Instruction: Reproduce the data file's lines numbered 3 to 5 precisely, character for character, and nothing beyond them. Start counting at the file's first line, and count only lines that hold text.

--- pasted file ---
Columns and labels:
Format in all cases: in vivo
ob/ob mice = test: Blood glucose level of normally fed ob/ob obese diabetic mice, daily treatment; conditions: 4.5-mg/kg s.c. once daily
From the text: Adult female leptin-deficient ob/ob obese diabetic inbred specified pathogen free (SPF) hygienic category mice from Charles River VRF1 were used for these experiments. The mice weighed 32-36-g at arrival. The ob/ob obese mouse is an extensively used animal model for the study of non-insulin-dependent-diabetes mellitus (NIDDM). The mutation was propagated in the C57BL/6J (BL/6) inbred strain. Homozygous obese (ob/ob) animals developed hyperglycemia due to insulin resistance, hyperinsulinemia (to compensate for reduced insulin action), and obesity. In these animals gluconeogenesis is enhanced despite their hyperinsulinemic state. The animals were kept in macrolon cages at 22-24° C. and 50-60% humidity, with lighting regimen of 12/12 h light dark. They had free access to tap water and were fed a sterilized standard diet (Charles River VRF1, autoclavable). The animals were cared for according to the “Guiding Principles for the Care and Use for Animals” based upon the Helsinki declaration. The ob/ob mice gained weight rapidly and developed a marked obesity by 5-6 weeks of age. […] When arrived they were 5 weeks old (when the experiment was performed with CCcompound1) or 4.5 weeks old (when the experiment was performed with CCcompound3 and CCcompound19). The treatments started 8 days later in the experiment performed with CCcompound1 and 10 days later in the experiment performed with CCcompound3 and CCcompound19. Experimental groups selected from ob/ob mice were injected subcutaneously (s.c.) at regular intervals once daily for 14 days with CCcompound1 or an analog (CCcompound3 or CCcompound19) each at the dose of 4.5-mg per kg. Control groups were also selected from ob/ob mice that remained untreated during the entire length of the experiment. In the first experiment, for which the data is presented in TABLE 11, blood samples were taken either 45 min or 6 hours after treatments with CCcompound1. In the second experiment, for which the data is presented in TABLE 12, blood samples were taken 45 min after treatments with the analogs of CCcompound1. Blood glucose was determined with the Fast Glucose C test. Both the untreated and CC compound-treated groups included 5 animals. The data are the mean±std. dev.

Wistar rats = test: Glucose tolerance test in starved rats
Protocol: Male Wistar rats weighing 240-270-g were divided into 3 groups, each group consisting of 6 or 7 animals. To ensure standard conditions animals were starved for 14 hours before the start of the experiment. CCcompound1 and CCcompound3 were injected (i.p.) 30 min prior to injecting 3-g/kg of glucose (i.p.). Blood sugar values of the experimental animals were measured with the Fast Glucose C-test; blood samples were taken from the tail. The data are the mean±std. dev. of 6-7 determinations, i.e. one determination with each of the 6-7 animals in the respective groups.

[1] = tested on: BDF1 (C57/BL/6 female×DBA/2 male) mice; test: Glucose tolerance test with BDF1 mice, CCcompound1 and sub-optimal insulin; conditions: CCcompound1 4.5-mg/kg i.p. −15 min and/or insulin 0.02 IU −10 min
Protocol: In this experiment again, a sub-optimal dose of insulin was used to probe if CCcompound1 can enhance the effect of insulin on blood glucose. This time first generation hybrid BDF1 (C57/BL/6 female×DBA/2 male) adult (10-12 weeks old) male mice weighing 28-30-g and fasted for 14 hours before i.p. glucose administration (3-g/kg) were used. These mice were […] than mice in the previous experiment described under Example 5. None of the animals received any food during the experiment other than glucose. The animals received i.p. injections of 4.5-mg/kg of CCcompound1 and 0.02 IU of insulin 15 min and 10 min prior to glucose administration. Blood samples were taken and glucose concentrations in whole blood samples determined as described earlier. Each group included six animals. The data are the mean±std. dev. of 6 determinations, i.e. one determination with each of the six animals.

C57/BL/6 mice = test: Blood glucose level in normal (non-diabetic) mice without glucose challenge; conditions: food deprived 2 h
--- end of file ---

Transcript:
ob/ob mice = test: Blood glucose level of normally fed ob/ob obese diabetic mice, daily treatment; conditions: 4.5-mg/kg s.c. once daily
From the text: Adult female leptin-deficient ob/ob obese diabetic inbred specified pathogen free (SPF) hygienic category mice from Charles River VRF1 were used for these experiments. The mice weighed 32-36-g at arrival. The ob/ob obese mouse is an extensively used animal model for the study of non-insulin-dependent-diabetes mellitus (NIDDM). The mutation was propagated in the C57BL/6J (BL/6) inbred strain. Homozygous obese (ob/ob) animals developed hyperglycemia due to insulin resistance, hyperinsulinemia (to compensate for reduced insulin action), and obesity. In these animals gluconeogenesis is enhanced despite their hyperinsulinemic state. The animals were kept in macrolon cages at 22-24° C. and 50-60% humidity, with lighting regimen of 12/12 h light dark. They had free access to tap water and were fed a sterilized standard diet (Charles River VRF1, autoclavable). The animals were cared for according to the “Guiding Principles for the Care and Use for Animals” based upon the Helsinki declaration. The ob/ob mice gained weight rapidly and developed a marked obesity by 5-6 weeks of age. […] When arrived they were 5 weeks old (when the experiment was performed with CCcompound1) or 4.5 weeks old (when the experiment was performed with CCcompound3 and CCcompound19). The treatments started 8 days later in the experiment performed with CCcompound1 and 10 days later in the experiment performed with CCcompound3 and CCcompound19. Experimental groups selected from ob/ob mice were injected subcutaneously (s.c.) at regular intervals once daily for 14 days with CCcompound1 or an analog (CCcompound3 or CCcompound19) each at the dose of 4.5-mg per kg. Control groups were also selected from ob/ob mice that remained untreated during the entire length of the experiment. In the first experiment, for which the data is presented in TABLE 11, blood samples were taken either 45 min or 6 hours after treatments with CCcompound1. In the second experiment, for which the data is presented in TABLE 12, blood samples were taken 45 min after treatments with the analogs of CCcompound1. Blood glucose was determined with the Fast Glucose C test. Both the untreated and CC compound-treated groups included 5 animals. The data are the mean±std. dev.

Wistar rats = test: Glucose tolerance test in starved rats